Government gives residents a real-terms Council Tax cut
This was published under the 2010 to 2015 Conservative and Liberal Democrat coalition government
Residents and hard pressed families will get more help with their cost of living from the real terms council tax cut delivered by our freeze…
Residents and hard pressed families will get more help with their cost of living from the real terms council tax cut delivered by our freeze grant deal, Communities and Local Government Secretary Eric Pickles announced today.
Official statistics published today reveal that the average Band D council tax set by local authorities in England for 2012-13 will be £1444 - a 0.3 per cent change on last year.
Council tax bills more than doubled between 1997 and 2011. The majority of councils (358) have accepted the Government’s grant offer by freezing or reducing their council tax levels in 2012-13.
This is the second year the Government has made funding available for a council tax freeze for local residents, families and pensioners. Last year’s freeze saved households up to an estimated £72 on a Band D bill, and this year’s freeze is potentially worth the same saving to residents.
Every household in London will benefit from an actual cash-terms cut in council tax. Ministers also praised over twenty authorities for cutting their council tax in cash-terms. They include Hammersmith and Fulham, the Greater London Authority South Oxfordshire, Stratford-on-Avon, Windsor and Maidenhead, Chorley and Brentwood.
The Secretary of State for Communities and Local Government, Eric Pickles said:
After years of hurt when council tax bills doubled - to around £120 a month - our action is putting residents first for a second consecutive year. The overwhelming majority of councils, 358, have taken up our funding deal to freeze council tax.
The average Band D change across England is a mere 0.3 per cent. This is a real terms cut in council tax and real help to hard-working families and pensioners with their cost of living expenses.
Notes to editors
The definitive National Statistics published today revealed that the average Band D council tax set by local authorities in England for 2012-13 will be £1,444. In London it will be £1,304; in metropolitan areas £1,401; and in shire areas £1,492. Council tax bills hit £1,439 on Band D in England in 2010-11 and remained at that level in 2011-12. The statistical release can be found here: www.communities.gov.uk/publications/corporate/statistics/counciltax201213.
The 85 per cent of authorities that chose not to put up their council tax will now receive a grant worth between a 2.5 and 3 per cent increase on their 2011-12 Band D council tax. The final list of councils that have agreed to take part in the Government’s 2012-13 council tax freeze initiative can be found here: www.communities.gov.uk/documents/statistics/xls/2110558.xls (Excel, 73kb).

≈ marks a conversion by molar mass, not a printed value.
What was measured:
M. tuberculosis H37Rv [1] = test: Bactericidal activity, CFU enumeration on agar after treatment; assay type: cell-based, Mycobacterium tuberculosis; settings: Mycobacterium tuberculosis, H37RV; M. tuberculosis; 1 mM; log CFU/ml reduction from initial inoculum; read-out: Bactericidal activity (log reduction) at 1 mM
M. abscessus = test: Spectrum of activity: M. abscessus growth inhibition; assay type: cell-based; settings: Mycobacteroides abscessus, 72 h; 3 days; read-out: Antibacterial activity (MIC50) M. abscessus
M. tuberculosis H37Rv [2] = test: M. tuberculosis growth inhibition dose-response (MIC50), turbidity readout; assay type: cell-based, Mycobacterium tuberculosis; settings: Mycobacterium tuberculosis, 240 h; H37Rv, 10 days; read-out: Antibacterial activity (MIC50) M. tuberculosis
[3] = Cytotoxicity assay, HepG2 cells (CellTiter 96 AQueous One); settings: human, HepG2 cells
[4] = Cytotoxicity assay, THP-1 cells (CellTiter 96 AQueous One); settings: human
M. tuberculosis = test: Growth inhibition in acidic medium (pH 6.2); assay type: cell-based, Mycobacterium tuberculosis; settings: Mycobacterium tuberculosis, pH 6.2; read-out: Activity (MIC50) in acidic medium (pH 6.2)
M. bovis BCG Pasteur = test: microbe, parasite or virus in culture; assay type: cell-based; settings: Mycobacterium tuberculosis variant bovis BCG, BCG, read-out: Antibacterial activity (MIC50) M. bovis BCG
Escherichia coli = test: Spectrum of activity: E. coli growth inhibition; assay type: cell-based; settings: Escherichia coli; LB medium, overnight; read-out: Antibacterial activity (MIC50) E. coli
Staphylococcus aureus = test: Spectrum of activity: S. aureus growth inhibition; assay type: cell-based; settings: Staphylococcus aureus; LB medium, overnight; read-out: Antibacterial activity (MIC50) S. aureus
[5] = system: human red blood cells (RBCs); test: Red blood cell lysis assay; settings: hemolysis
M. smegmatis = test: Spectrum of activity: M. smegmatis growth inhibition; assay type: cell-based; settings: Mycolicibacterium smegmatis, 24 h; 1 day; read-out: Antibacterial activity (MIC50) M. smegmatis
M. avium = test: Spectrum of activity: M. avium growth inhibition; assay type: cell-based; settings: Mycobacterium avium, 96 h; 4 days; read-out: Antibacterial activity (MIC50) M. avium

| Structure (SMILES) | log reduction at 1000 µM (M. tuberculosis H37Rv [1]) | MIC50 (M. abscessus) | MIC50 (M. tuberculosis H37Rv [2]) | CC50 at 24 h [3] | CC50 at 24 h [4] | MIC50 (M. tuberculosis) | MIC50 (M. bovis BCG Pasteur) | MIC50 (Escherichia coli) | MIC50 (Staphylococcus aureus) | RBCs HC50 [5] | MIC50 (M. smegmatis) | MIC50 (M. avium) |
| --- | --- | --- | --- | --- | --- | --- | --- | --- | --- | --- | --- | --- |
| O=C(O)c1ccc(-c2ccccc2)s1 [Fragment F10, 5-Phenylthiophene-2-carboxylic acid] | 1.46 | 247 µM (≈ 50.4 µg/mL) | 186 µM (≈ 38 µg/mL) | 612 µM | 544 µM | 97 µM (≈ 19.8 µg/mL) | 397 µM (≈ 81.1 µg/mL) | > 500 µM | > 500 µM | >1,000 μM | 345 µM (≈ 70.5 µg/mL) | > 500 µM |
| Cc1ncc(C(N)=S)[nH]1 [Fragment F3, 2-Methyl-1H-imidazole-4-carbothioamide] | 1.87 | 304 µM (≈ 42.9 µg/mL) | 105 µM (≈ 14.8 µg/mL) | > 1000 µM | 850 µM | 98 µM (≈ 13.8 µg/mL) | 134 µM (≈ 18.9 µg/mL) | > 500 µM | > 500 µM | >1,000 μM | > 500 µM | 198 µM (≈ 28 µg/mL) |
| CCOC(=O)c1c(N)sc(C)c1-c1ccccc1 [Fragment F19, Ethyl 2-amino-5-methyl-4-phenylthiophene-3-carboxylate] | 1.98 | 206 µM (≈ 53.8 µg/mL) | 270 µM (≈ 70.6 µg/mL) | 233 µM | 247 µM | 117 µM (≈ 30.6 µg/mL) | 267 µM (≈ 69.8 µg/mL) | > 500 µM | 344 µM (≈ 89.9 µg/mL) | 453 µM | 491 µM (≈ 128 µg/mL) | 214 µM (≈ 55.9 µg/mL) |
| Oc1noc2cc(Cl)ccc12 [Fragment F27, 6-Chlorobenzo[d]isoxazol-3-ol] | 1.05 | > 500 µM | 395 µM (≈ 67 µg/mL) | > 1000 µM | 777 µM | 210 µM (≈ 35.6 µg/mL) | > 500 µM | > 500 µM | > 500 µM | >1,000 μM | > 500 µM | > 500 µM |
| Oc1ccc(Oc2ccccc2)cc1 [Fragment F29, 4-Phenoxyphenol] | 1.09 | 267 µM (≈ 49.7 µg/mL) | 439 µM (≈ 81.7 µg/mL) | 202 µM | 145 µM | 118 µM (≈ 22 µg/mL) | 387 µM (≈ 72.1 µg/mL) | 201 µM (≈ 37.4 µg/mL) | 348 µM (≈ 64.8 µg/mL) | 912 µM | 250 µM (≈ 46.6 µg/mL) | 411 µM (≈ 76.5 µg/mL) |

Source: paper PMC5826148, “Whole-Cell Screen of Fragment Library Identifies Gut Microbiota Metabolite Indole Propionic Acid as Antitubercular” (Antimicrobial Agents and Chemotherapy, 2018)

Without the freeze grant offer local taxpayers living in an average Band D home in England could have faced increases of up to £72 in each of the two years of the council tax freeze schemes. The value of these saving for taxpayers by area compared to a five per cent rise can be found here: www.communities.gov.uk/documents/newsroom/1786823/2028892.xls (Excel, 63kb).
More details on how the council tax freeze scheme for 2012-13 works can be found here: www.communities.gov.uk/documents/localgovernment/pdf/2000149.pdf (PDF, 32kb).
Local authorities who do not put up their council tax will receive a grant worth between a 2.5 per cent and 3 per cent increase on their Band D council tax. The amount of grant authorities will receive for freezing or reducing their council tax in 2012-13 can be found here: www.communities.gov.uk/documents/localgovernment/xls/2111493.xls (Excel, 81.5kb)
The authorities cutting their council tax in cash-terms by more than 0.1 per cent for 2012-13 are:
The Localism Act abolished Whitehall capping in England and instead gives the public the right to approve or veto excessive council tax rises in a binding referendum. This new ‘local tax lock’ gave people a vote to stop council tax going up if their local authority sought to hike the tax above a ceiling approved by the House of Commons each year will automatically trigger a referendum of all registered local electors in their area. On 8 February 2012, the House endorsed a 3.5 per cent referendums threshold for most authorities. No local authorities have reported a triggered referendum this year, though a small number opted to set a level just below the threshold.
The Government’s provisional funding settlement for English local authorities next financial year will mean councils have an average spending power of £2,186 per dwelling at their disposal. £27.8 billion will be distributed in 2012-13 in a fair and sustainable way across all parts of the country - rural and urban, metropolitan and shire. It will give more weight to areas with the highest levels of assessed need. For example, the average spending power per household in Hackney will be £3,050 compared with £1,537 in Windsor and Maidenhead reflecting the fairness of the settlement. Overall the average spending power reduction for councils in 2012-13 is expected to be limited to just 3.3 per cent or £75 per household, less than last year’s comparable figure of 4.5 per cent.
Council tax was £688 in 1997-98. This means council tax has risen over one hundred per cent - or an extra £751 a year on a Band D home in the years up to 2010-11 before the freeze grant was offered. Since all other Bands are set as a percentage of Band D, homes in every band have seen their bills double. Average Band D council tax and percentage change between 1993-94 and 2012-13 are shown below:
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